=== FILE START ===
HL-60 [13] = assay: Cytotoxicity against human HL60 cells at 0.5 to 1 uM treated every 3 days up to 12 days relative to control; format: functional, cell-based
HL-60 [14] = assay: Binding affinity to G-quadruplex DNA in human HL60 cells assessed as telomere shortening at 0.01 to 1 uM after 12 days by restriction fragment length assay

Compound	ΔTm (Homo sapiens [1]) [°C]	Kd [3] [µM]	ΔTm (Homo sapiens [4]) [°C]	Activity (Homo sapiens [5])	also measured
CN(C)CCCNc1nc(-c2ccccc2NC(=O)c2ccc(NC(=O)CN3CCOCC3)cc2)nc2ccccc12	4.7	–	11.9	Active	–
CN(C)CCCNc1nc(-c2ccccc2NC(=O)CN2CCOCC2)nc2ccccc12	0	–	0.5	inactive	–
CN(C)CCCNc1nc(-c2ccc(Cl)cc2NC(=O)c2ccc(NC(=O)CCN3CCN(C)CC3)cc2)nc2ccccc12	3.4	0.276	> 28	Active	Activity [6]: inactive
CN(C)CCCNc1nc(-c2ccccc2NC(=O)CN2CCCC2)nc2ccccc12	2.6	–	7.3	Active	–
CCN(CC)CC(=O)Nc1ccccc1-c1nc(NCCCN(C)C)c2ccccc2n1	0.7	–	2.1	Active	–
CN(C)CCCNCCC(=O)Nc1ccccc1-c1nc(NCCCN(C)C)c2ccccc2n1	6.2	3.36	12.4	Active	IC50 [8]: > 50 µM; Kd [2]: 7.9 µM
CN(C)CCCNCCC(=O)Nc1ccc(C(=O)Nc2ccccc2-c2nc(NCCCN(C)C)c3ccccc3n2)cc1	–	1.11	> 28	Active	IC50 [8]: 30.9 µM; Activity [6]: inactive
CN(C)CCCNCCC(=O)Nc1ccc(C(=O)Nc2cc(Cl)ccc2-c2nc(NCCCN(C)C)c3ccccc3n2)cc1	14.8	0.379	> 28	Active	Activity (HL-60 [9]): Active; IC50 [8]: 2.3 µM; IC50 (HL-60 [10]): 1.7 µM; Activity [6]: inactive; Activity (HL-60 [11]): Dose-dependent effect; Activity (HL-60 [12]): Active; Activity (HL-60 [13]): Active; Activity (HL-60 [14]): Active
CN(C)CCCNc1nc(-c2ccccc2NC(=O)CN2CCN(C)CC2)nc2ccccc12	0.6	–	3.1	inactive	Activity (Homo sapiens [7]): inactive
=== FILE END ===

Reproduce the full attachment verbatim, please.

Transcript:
HL-60 [13] = assay: Cytotoxicity against human HL60 cells at 0.5 to 1 uM treated every 3 days up to 12 days relative to control; format: functional, cell-based
HL-60 [14] = assay: Binding affinity to G-quadruplex DNA in human HL60 cells assessed as telomere shortening at 0.01 to 1 uM after 12 days by restriction fragment length assay

Compound	ΔTm (Homo sapiens [1]) [°C]	Kd [3] [µM]	ΔTm (Homo sapiens [4]) [°C]	Activity (Homo sapiens [5])	also measured
CN(C)CCCNc1nc(-c2ccccc2NC(=O)c2ccc(NC(=O)CN3CCOCC3)cc2)nc2ccccc12	4.7	–	11.9	Active	–
CN(C)CCCNc1nc(-c2ccccc2NC(=O)CN2CCOCC2)nc2ccccc12	0	–	0.5	inactive	–
CN(C)CCCNc1nc(-c2ccc(Cl)cc2NC(=O)c2ccc(NC(=O)CCN3CCN(C)CC3)cc2)nc2ccccc12	3.4	0.276	> 28	Active	Activity [6]: inactive
CN(C)CCCNc1nc(-c2ccccc2NC(=O)CN2CCCC2)nc2ccccc12	2.6	–	7.3	Active	–
CCN(CC)CC(=O)Nc1ccccc1-c1nc(NCCCN(C)C)c2ccccc2n1	0.7	–	2.1	Active	–
CN(C)CCCNCCC(=O)Nc1ccccc1-c1nc(NCCCN(C)C)c2ccccc2n1	6.2	3.36	12.4	Active	IC50 [8]: > 50 µM; Kd [2]: 7.9 µM
CN(C)CCCNCCC(=O)Nc1ccc(C(=O)Nc2ccccc2-c2nc(NCCCN(C)C)c3ccccc3n2)cc1	–	1.11	> 28	Active	IC50 [8]: 30.9 µM; Activity [6]: inactive
CN(C)CCCNCCC(=O)Nc1ccc(C(=O)Nc2cc(Cl)ccc2-c2nc(NCCCN(C)C)c3ccccc3n2)cc1	14.8	0.379	> 28	Active	Activity (HL-60 [9]): Active; IC50 [8]: 2.3 µM; IC50 (HL-60 [10]): 1.7 µM; Activity [6]: inactive; Activity (HL-60 [11]): Dose-dependent effect; Activity (HL-60 [12]): Active; Activity (HL-60 [13]): Active; Activity (HL-60 [14]): Active
CN(C)CCCNc1nc(-c2ccccc2NC(=O)CN2CCN(C)CC2)nc2ccccc12	0.6	–	3.1	inactive	Activity (Homo sapiens [7]): inactive